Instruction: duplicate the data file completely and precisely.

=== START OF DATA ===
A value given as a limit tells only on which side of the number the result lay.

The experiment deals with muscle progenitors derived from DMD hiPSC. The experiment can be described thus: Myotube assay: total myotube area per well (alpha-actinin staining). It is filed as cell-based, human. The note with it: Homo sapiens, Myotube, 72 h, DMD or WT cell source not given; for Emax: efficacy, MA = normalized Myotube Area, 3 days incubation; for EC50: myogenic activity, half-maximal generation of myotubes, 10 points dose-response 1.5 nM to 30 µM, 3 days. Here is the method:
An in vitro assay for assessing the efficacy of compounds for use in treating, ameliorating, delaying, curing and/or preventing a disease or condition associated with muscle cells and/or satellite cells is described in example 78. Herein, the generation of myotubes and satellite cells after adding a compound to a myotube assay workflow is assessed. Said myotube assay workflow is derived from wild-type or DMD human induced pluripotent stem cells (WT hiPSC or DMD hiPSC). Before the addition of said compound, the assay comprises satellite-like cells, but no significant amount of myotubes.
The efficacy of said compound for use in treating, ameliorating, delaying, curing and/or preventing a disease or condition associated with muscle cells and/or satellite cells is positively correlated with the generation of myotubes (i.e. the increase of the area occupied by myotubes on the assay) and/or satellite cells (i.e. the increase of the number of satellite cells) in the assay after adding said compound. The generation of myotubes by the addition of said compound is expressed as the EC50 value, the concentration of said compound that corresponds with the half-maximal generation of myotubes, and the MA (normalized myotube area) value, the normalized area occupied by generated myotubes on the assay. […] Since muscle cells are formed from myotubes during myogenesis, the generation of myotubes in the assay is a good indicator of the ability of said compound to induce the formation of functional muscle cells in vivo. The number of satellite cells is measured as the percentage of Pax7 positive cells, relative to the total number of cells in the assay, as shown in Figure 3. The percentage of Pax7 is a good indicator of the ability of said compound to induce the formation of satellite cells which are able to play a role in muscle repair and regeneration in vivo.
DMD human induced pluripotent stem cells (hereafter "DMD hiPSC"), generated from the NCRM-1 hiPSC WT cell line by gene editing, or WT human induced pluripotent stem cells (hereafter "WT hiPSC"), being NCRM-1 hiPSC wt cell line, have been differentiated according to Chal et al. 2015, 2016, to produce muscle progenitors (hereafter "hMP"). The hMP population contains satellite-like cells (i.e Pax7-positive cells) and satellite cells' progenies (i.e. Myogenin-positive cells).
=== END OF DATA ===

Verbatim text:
A value given as a limit tells only on which side of the number the result lay.

The experiment deals with muscle progenitors derived from DMD hiPSC. The experiment can be described thus: Myotube assay: total myotube area per well (alpha-actinin staining). It is filed as cell-based, human. The note with it: Homo sapiens, Myotube, 72 h, DMD or WT cell source not given; for Emax: efficacy, MA = normalized Myotube Area, 3 days incubation; for EC50: myogenic activity, half-maximal generation of myotubes, 10 points dose-response 1.5 nM to 30 µM, 3 days. Here is the method:
An in vitro assay for assessing the efficacy of compounds for use in treating, ameliorating, delaying, curing and/or preventing a disease or condition associated with muscle cells and/or satellite cells is described in example 78. Herein, the generation of myotubes and satellite cells after adding a compound to a myotube assay workflow is assessed. Said myotube assay workflow is derived from wild-type or DMD human induced pluripotent stem cells (WT hiPSC or DMD hiPSC). Before the addition of said compound, the assay comprises satellite-like cells, but no significant amount of myotubes.
The efficacy of said compound for use in treating, ameliorating, delaying, curing and/or preventing a disease or condition associated with muscle cells and/or satellite cells is positively correlated with the generation of myotubes (i.e. the increase of the area occupied by myotubes on the assay) and/or satellite cells (i.e. the increase of the number of satellite cells) in the assay after adding said compound. The generation of myotubes by the addition of said compound is expressed as the EC50 value, the concentration of said compound that corresponds with the half-maximal generation of myotubes, and the MA (normalized myotube area) value, the normalized area occupied by generated myotubes on the assay. […] Since muscle cells are formed from myotubes during myogenesis, the generation of myotubes in the assay is a good indicator of the ability of said compound to induce the formation of functional muscle cells in vivo. The number of satellite cells is measured as the percentage of Pax7 positive cells, relative to the total number of cells in the assay, as shown in Figure 3. The percentage of Pax7 is a good indicator of the ability of said compound to induce the formation of satellite cells which are able to play a role in muscle repair and regeneration in vivo.
DMD human induced pluripotent stem cells (hereafter "DMD hiPSC"), generated from the NCRM-1 hiPSC WT cell line by gene editing, or WT human induced pluripotent stem cells (hereafter "WT hiPSC"), being NCRM-1 hiPSC wt cell line, have been differentiated according to Chal et al. 2015, 2016, to produce muscle progenitors (hereafter "hMP"). The hMP population contains satellite-like cells (i.e Pax7-positive cells) and satellite cells' progenies (i.e. Myogenin-positive cells).